In the case of reference, if you’re anything like me, you either have your favorite doc bookmarked or just picked it out of your browser’s history. Alternatively, you may know the exact title, in which case, search becomes a glorified command line.

The Fix

The fix is, obviously, to organize your documentation. But how? We know we can’t rely on search as the primary means of interacting with docs. Indeed, no one’s saying turn search off. However, we’ll have to rely on more old-fashioned methods if we don’t have all the metadata needed for a good search engine to work (and our tool comes with a decent search engine).

This blog is going to introduce you to a few concepts. It can serve as an entry point to understand the broad outline of how your documentation is stored. It should have a dose-response effect. In other words, perhaps you can’t adopt everything (indeed, any change should be incremental and iterative); but anything that seems to fit what you’re looking for could be adopted by itself and still provide value.

Let’s dive into the most challenging part for everyone–document organization.


By the end of this section, you should have some ideas of various organization schemes you can apply to your documentation.

This solves many of the issues with search. By providing an organizational hierarchy, you discover what’s missing (because you have giant holes). A new person has a guided tour they can use to explore your docs without knowing what to search. Duplicated effort vanishes because if someone wants to add a new doc, they’ll see similar docs when they open the parent folder.

I’m not going to talk about an organizational scheme that can be used in every business. Instead, I will talk about meta schemes you can use to build a scheme for your business.

There are three main ways to organize documents: hierarchy, links, and tagging. As we mentioned above, we’ll have to rely on our old-fashioned methods, which means we need to rely far more on hierarchy than the rest of the world. In other words, we’ve got to relearn how to sort, not search.


While this blog is titled how to organize your Confluence, it is meant to apply to nearly everything. This includes SharePoint as well as personal notes in Evernote or Obsidian.

We’re going to rely on whatever the folder metaphor in your documentation system is, and we’re going to use that as our new main API in our docs rather than search.

Folders model single inheritance thus, a document can only exist in one folder path. This folder hierarchy feature solves the swiss cheese and duplication problem. If you have an idea for a doc, you should have one path scheme that virtually everyone else in the company will utilize. Since you share the path scheme, you’ll quickly run into duplicates.

This is not unlike how a hash key works. We’re going to have a lot of buckets–our folders. We need one way to map any document to the same bucket and the entire staff to use that same scheme. We’ll propose combining two popular folder schemes: PARA and Johnny Decimal.

Deploy your PARA chute

At the highest level, we’re going to practice PARA. There’s much better documentation on the web on this system, and I’ve linked it above. So we’ll just briefly overview.

The highest level split in your documentation will break into four categories:


Projects are a series of tasks linked to a goal with a deadline. They are things you are actively working on. In an engineering organization, projects are features or groups of features in active work and stuff on the product roadmap.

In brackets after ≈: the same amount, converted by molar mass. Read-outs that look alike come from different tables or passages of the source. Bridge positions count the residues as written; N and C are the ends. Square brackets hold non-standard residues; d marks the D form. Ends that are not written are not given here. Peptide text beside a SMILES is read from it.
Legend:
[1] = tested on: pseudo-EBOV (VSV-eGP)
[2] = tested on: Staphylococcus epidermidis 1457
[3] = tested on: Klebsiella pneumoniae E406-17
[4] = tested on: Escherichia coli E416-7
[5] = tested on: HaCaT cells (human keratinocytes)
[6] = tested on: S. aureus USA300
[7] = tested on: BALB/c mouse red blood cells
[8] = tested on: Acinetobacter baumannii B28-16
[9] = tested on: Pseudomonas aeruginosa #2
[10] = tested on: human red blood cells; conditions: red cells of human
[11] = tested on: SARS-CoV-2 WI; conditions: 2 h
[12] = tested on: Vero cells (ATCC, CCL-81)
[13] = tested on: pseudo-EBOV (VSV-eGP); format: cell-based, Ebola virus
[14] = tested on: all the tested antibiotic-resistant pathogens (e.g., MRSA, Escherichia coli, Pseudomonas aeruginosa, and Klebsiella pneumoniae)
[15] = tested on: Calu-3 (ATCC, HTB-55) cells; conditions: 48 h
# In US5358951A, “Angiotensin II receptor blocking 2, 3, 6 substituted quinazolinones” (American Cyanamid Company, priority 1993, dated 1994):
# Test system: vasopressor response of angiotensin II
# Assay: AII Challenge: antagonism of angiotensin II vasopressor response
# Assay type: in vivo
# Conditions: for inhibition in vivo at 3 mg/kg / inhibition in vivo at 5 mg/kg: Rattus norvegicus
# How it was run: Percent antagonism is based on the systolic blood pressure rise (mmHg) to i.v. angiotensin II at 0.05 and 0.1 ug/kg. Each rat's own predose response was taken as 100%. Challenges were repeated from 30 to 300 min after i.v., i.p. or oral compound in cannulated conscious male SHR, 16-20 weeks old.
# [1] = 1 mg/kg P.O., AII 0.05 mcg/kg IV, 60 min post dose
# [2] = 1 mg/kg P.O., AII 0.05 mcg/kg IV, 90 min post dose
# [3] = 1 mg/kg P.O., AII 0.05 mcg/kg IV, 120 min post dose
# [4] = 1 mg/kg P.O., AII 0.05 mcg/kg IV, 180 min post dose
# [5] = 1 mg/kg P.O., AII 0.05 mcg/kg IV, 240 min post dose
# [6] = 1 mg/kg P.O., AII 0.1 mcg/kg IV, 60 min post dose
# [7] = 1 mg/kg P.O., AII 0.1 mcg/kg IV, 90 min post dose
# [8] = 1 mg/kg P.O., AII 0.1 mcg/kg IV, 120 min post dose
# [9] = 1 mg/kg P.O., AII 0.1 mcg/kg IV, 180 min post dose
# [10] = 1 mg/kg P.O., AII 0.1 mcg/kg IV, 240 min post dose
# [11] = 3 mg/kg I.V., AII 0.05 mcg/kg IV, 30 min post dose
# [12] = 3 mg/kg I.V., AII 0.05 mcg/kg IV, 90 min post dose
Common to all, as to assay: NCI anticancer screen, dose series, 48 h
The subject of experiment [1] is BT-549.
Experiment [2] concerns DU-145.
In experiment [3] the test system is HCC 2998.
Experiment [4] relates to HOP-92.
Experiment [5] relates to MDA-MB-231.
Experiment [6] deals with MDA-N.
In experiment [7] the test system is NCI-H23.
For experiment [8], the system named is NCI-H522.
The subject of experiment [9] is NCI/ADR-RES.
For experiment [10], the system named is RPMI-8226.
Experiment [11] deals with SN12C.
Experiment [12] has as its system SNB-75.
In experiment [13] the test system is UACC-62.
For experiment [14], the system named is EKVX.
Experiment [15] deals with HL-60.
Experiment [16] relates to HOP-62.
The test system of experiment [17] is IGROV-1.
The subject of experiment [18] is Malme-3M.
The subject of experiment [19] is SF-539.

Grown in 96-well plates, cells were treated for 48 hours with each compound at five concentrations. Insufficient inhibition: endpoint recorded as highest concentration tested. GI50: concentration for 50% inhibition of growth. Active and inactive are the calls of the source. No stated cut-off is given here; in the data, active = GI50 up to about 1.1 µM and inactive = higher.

If you use the Three Seashells system, projects will most closely align with your first seashell.


Areas are a sphere of activity with a standard to be maintained over time. These most closely correspond to functional or skill areas inside an organization. They are operations rather than projects.

Be careful to avoid strictly departmental schemes. In other words, if you have an “Accounting” area in your docs, it should cover how the business handles accounting issues rather than the accounting department.

For instance, accounting for capitalization of software R&D is–at least to me–an accounting concern, so that process should live in the accounting area. The accounting department isn’t a gatekeeper of what does or doesn’t get to go in the accounting area in the documentation.

Remember, people need to be able to navigate this high-level hierarchy like breadcrumbs to find what they’re looking for. Moreover, people should routinely trust areas outside of their own. If you are just using areas to “split up” where teams look for answers, you will get duplication as the accounting team will keep their notes on capitalization sequestered. In contrast, the project management team controls their own separate notes on capitalization. Without anyone linking between them, they will diverge.

Remember, one bucket for any topic.

If you use the Three Seashells system, areas will most closely align with your third seashell and guild.


Resources are a topic or theme of ongoing interest. They’re a bit weaker than areas where you should not have any business interests currently tied to resources. Most often, resources represent third-party resources. After all, if the business needs to actively maintain them, they should be tied to a project or area.

Resources may also begin merely as an idea that later turns into a project or area should the company decide to prioritize it. You can think of resources as primarily third-party docs that provide a bootstrap for where projects and areas come to life.

Resources, like areas, would primarily correspond to the third seashell.


The archive is for inactive items from the other three categories. If resources are where nascent projects or areas get born, the archive is where things go to die.

Of course, you can resurrect things from the archive.

One significant benefit of archiving finished projects is to make it easy for people to see what is in active work. Of course, if you keep JIRA up to date, this is easy too; the two schemes should correspond.

Next week we’ll layer another hierarchy on top of PARA, the Johnny Decimal system. We’ll also talk about the main links you want to focus on: the map of content. Stay tuned!

We’re on a mission to make jobs suck less, one software management tip at a time. We need your help!